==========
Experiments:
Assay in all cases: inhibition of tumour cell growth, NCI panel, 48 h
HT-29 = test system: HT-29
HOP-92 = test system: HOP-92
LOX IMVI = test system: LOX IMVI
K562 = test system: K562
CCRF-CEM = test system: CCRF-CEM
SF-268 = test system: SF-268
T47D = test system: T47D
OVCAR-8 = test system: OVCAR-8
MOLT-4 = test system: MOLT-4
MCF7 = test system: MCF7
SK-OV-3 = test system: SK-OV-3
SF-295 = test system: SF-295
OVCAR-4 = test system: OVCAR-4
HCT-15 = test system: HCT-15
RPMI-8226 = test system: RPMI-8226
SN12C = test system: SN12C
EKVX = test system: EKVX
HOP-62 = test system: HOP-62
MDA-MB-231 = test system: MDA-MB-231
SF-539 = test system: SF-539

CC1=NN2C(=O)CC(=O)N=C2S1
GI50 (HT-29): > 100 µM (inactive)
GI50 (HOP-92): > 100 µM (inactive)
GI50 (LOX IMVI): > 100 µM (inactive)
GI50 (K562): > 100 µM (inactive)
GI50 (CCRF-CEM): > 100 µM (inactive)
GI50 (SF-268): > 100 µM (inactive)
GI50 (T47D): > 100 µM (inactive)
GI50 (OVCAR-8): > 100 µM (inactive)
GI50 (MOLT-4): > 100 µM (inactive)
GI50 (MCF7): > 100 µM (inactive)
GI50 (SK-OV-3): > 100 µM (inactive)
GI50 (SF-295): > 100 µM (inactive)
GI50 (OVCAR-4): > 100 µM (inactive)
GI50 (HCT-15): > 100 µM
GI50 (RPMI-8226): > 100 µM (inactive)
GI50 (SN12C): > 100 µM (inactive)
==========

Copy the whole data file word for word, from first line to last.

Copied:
Experiments:
Assay in all cases: inhibition of tumour cell growth, NCI panel, 48 h
HT-29 = test system: HT-29
HOP-92 = test system: HOP-92
LOX IMVI = test system: LOX IMVI
K562 = test system: K562
CCRF-CEM = test system: CCRF-CEM
SF-268 = test system: SF-268
T47D = test system: T47D
OVCAR-8 = test system: OVCAR-8
MOLT-4 = test system: MOLT-4
MCF7 = test system: MCF7
SK-OV-3 = test system: SK-OV-3
SF-295 = test system: SF-295
OVCAR-4 = test system: OVCAR-4
HCT-15 = test system: HCT-15
RPMI-8226 = test system: RPMI-8226
SN12C = test system: SN12C
EKVX = test system: EKVX
HOP-62 = test system: HOP-62
MDA-MB-231 = test system: MDA-MB-231
SF-539 = test system: SF-539

CC1=NN2C(=O)CC(=O)N=C2S1
GI50 (HT-29): > 100 µM (inactive)
GI50 (HOP-92): > 100 µM (inactive)
GI50 (LOX IMVI): > 100 µM (inactive)
GI50 (K562): > 100 µM (inactive)
GI50 (CCRF-CEM): > 100 µM (inactive)
GI50 (SF-268): > 100 µM (inactive)
GI50 (T47D): > 100 µM (inactive)
GI50 (OVCAR-8): > 100 µM (inactive)
GI50 (MOLT-4): > 100 µM (inactive)
GI50 (MCF7): > 100 µM (inactive)
GI50 (SK-OV-3): > 100 µM (inactive)
GI50 (SF-295): > 100 µM (inactive)
GI50 (OVCAR-4): > 100 µM (inactive)
GI50 (HCT-15): > 100 µM
GI50 (RPMI-8226): > 100 µM (inactive)
GI50 (SN12C): > 100 µM (inactive)